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Shoulder Tendinitis and Bursitis Relief in Santa Barbara

intense shoulder pain

Tendinitis, Bursitis, and Impingement Syndrome

Rotator cuff tendinitis causes shoulder pain at the tip of the shoulder and the upper, outer arm. The pain can be aggravated by reaching, pushing, pulling, lifting, raising the arm above shoulder level, or lying on the affected side. The rotator cuff is primarily a group of four muscles that attach the arm to the shoulder girdle/shoulder blade. The rotator cuff attaches the arm to the shoulder joint and allows the arm to rotate and elevate. If the rotator cuff and bursa are irritated, inflamed, and swollen, they may become compressed between the head of the humerus and the acromion, the outer edge of the shoulder blade.

Repeated motion involving the arms, or the aging process involving shoulder motion over many years, may also irritate and wear down the tendons, muscles, and surrounding structures. Squeezing of the rotator cuff is called shoulder impingement syndrome. Tendinitis and impingement syndrome are often accompanied by inflammation of the bursa sacs that protect the shoulder.

Biceps tendinitis causes pain in the front or side of the shoulder and may travel down to the elbow and forearm. Pain may also occur when the arm is raised overhead. The biceps muscle, in the front of the upper arm, helps stabilize the upper arm bone (humerus) in the shoulder socket. It also helps accelerate and decelerate the arm during overhead movement in activities like tennis or pitching.

Shoulder Anatomy

structure-of-the-shoulderA tendon is a flexible band of fibrous tissue that connects muscles to bones. Tendinitis is inflammation of a tendon. Tendons transmit the pull of the muscle to the bone to cause movement. They are found throughout the body, including the hands, wrists, elbows, shoulders, hips, knees, ankles, and feet. Tendons can be small, like those found in the hand, or large, like the Achilles tendon in the heel.

A bursa is a small, fluid-filled sac that acts as a cushion between a bone and other moving parts: muscles, tendons, or skin. Bursae are found throughout the body. Bursitis occurs when a bursa becomes inflamed (redness and increased fluid in the bursa).

What Are the Signs/Symptoms of Tendinitis and Bursitis?

  • Pain and tenderness at the shoulder, sometimes referring down the arm to the elbow.
  • Sharp ”twinges” felt on various movements, such as lifting the arm to the side, putting on a jacket, reaching into the backseat, or reaching overhead.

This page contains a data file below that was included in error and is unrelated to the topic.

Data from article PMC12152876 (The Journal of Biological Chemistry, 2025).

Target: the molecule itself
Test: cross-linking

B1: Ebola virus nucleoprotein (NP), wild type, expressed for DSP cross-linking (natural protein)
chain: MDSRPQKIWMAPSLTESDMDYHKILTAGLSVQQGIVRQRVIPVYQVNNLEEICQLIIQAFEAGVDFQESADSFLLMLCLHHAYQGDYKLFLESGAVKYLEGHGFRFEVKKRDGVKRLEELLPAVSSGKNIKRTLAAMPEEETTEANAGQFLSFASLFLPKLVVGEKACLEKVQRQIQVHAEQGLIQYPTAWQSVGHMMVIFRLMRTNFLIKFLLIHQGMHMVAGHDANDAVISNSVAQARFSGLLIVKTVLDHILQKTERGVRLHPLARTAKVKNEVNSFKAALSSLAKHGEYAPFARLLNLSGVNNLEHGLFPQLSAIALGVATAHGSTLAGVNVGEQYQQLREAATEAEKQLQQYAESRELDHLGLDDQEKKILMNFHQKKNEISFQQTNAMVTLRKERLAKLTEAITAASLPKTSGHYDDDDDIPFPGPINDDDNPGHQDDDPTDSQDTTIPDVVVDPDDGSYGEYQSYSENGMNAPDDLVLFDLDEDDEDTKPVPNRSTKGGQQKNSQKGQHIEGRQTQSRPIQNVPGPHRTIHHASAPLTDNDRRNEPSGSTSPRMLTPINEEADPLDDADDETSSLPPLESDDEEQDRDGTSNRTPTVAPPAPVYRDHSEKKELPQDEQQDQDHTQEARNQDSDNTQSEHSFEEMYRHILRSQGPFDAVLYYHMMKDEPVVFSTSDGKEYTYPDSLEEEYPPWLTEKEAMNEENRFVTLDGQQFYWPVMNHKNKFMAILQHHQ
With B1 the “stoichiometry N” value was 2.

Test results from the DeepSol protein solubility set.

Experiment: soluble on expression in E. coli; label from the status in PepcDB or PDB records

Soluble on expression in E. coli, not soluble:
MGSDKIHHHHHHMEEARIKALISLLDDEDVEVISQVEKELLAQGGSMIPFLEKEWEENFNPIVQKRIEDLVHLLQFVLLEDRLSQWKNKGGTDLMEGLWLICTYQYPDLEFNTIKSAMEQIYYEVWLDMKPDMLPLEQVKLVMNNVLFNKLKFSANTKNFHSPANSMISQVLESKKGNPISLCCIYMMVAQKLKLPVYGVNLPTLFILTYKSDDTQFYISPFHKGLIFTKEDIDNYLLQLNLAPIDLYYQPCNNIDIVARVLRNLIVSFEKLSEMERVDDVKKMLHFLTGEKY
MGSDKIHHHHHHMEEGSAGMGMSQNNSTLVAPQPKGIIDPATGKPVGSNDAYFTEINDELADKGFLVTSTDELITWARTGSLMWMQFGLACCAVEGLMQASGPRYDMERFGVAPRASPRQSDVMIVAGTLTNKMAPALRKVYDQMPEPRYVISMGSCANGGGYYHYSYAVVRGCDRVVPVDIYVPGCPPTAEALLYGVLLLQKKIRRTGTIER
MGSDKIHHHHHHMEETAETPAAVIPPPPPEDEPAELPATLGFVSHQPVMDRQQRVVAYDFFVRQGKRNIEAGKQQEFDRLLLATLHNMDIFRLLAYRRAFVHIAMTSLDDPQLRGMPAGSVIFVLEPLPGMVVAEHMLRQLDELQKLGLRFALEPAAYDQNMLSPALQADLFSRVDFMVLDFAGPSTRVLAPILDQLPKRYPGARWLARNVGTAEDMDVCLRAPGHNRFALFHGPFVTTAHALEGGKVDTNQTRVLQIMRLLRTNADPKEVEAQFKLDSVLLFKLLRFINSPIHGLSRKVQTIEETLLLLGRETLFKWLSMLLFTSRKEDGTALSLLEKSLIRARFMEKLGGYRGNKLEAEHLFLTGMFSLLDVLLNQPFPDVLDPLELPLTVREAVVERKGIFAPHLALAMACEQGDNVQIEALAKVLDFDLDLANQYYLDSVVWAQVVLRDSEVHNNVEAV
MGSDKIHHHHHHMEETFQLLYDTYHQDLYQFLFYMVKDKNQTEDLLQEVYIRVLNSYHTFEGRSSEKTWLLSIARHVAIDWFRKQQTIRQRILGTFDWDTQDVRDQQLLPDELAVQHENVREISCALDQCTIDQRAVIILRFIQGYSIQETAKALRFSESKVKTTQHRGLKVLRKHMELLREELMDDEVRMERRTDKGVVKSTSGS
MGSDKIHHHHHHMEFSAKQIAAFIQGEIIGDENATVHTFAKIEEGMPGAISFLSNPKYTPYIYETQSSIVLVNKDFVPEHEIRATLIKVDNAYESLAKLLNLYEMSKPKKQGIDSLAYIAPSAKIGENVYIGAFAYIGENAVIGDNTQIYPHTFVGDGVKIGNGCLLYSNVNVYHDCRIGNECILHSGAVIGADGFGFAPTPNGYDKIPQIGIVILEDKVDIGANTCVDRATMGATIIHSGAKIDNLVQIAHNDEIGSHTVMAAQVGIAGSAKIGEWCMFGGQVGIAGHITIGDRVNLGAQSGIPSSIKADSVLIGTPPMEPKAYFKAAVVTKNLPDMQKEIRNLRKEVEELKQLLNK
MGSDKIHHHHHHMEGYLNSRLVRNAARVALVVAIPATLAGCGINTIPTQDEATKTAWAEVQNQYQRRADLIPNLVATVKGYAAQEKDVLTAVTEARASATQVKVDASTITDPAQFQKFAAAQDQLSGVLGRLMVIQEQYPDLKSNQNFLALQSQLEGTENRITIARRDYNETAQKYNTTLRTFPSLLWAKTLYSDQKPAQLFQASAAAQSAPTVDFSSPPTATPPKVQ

• Difficulties sleeping on the shoulder.
  • Onset is usually gradual with no known trauma.
  • May have been present for many months or even years.
  • May be related to occupational or recreational overuse.

How Are These Conditions Diagnosed?

Diagnosis of tendinitis and bursitis begins with a medical history and physical examination. The involved structures will be painful to palpation, and when resistance is applied to the muscle and tendon.

An MRI can be done to view these soft tissues in the area. X-rays do not show tendons or the bursae, but may be helpful in ruling out bony abnormalities or arthritis. Impingement syndrome can also be confirmed with injection of a small amount of anesthetic (lidocaine hydrochloride) into the space under the acromion to relieve pain.

How Are Tendinitis, Bursitis, and Impingement Syndrome Treated?

In most cases the doctor or therapist will use ultrasound therapy (gentle sound-wave vibrations) to wann deep tissues and improve blood flow, followed by gentle massage and/or transverse friction massage. Electrical stimulation can be used to help decrease pain and inflammation.

Light stretching and strengthening exercises are added gradually. These may be preceded or followed by use of an ice pack. Rest and refraining from the activities that provoke the symptoms is necessary for the condition to resolve. If there is no improvement, the doctor may suggest a corticosteroid injection into the space under the acromion.

Often times, your medical doctor will prescribe medication to help resolve the inflammation. Some examples include:

  • aspirin
  • naproxen (Aleve, Naprosyn)
  • ibuprofen (Advil, Motrin, or Nuprin)



Shoulder Tendinitis and Bursitis Relief Santa Barbara, CA | (805) 565-5252